At least seven people were in U.S. hospitals with swine flu Tuesday as the number of cases nationwide rose to 64 and a federal health official warned that deaths were likely.
Most of the nation’s confirmed cases were in New York, where the city health commissioner said “many hundreds” of schoolchildren were ill at a school where several students had confirmed cases of swine flu.
Richard Besser, acting director of the federal Centers for Disease Control and Prevention, noted that although ordinary human flu accounts for 36,000 deaths every year, he was concerned by this strain.
“I fully expect we will see deaths from this infection,” Besser said at an Atlanta news conference.
He said he did not know about a newspaper report of two deaths in two southern California hospitals in which the victims appeared to have suffered from swine flu symptoms.
New York has the largest number of swine flu cases, with a heavy concentration at a Catholic school in Queens where students recently went on a spring break trip to Mexico.
There were indications that the outbreak may have spread beyond the school, with two people having to be hospitalized and officials closing a school for autistic children down the road. Those cases have not been confirmed.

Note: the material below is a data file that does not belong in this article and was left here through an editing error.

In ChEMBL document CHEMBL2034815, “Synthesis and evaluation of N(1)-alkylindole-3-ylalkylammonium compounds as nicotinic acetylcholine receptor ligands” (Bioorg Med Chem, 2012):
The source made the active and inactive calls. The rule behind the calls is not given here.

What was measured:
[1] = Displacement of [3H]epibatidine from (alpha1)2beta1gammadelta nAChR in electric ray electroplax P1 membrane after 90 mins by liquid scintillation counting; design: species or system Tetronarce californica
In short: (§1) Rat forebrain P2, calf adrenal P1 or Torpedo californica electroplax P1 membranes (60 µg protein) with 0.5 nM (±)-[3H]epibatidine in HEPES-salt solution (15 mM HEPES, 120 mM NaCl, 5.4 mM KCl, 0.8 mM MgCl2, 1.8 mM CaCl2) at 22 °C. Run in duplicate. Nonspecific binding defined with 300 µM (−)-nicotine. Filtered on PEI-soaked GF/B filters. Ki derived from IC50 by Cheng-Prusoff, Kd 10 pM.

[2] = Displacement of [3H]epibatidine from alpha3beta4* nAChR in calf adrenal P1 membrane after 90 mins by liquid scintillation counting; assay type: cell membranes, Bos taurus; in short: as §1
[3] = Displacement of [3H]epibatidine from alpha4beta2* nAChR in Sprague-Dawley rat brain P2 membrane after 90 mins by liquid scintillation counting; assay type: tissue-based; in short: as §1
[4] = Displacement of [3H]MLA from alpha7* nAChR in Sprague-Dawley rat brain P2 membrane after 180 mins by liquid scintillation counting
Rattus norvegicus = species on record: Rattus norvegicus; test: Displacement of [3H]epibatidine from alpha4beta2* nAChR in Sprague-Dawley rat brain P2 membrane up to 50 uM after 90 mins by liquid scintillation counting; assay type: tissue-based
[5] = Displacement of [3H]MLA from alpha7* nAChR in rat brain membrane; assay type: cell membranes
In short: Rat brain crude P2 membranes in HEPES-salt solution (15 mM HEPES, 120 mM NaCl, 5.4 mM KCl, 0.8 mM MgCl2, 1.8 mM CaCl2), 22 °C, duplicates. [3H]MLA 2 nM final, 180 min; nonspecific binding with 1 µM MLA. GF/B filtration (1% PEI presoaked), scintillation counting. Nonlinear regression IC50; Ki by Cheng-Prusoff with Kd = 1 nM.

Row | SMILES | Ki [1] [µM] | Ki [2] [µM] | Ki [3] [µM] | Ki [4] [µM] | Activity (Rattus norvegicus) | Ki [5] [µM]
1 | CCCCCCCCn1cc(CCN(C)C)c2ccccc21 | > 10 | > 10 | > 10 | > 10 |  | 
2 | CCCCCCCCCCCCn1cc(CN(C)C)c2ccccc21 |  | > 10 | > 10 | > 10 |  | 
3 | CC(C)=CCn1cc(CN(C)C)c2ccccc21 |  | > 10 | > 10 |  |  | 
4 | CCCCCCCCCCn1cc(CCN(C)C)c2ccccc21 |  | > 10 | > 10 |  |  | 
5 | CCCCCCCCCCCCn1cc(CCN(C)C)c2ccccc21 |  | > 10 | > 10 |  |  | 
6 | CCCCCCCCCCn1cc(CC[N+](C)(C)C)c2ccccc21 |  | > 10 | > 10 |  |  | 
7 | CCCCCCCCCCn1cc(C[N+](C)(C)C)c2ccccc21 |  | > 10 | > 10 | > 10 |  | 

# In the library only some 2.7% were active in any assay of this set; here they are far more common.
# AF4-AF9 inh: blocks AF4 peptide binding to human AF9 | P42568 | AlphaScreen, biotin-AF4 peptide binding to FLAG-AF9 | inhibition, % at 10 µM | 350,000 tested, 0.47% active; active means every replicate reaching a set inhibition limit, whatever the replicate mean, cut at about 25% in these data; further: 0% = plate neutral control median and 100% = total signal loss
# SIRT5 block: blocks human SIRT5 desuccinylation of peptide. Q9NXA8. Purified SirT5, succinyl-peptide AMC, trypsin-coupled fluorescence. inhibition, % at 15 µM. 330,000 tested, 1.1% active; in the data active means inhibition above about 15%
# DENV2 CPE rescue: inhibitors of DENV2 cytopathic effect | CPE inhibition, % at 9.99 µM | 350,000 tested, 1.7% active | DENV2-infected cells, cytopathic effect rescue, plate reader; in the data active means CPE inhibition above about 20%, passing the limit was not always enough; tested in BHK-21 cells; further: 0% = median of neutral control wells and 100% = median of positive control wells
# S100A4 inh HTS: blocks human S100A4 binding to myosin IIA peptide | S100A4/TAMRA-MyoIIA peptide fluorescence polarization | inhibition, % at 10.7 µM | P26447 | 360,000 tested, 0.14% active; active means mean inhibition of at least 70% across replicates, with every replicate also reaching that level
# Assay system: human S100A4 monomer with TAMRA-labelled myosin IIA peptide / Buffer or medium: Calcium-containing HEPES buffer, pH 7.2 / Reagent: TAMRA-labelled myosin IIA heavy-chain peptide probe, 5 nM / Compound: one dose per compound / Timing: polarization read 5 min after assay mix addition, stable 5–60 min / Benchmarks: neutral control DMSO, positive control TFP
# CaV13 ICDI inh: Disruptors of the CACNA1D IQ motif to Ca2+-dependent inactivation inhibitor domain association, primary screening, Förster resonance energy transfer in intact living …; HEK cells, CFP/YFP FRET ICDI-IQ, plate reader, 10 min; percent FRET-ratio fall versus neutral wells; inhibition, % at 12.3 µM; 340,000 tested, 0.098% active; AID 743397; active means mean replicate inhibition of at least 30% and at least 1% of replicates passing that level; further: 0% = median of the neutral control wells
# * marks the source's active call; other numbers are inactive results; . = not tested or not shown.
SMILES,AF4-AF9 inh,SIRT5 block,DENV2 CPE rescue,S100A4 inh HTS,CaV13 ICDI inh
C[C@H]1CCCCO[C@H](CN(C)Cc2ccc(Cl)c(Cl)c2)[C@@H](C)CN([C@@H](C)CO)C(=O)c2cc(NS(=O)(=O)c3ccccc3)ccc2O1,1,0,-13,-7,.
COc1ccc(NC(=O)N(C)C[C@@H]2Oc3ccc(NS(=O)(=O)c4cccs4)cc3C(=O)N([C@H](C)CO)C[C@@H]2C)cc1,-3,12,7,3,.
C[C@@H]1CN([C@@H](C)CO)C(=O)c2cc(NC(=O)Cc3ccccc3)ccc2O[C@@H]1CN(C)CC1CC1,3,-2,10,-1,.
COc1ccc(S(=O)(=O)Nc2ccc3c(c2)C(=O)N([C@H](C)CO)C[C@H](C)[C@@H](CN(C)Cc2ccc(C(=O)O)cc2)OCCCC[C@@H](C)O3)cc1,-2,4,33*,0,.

“It is here and it is spreading,” New York City Health Commissioner Thomas Frieden said. “We do not know whether it will continue to spread.”
Mayor Michael Bloomberg said that 82 of 380 students at P.S. 177, a school for autistic children, have called in sick. A third school in Manhattan is being evaluated because students there are sick, Frieden said.
The CDC said the country has 64 confirmed cases across five states, with 45 in New York, one in Ohio, two in Kansas, six in Texas and 10 in California. At least four other cases have been reported by states.
At least five other people have been hospitalized in the U.S., including three in California and two in Texas, Besser said.
The increase is not surprising. For days, CDC officials have said they expected to see more confirmed cases — and more severe illnesses. Health officials across the country have stepped up efforts to look for cases, especially among people with flu-like illness who had traveled to Mexico.
CDC officials also had warned that updates in the number of confirmed cases would at time be disjointed, as different states announce new information before the CDC’s national count is updated.
A handful of schools around the country have closed over swine flu fears and some people are wearing masks, but it’s mostly business as usual in the U.S., even at border crossings into Mexico.
In addition to thousands of deaths, often the elderly and the very young, about 200,000 people are hospitalized in the U.S. each year because of flu complications.
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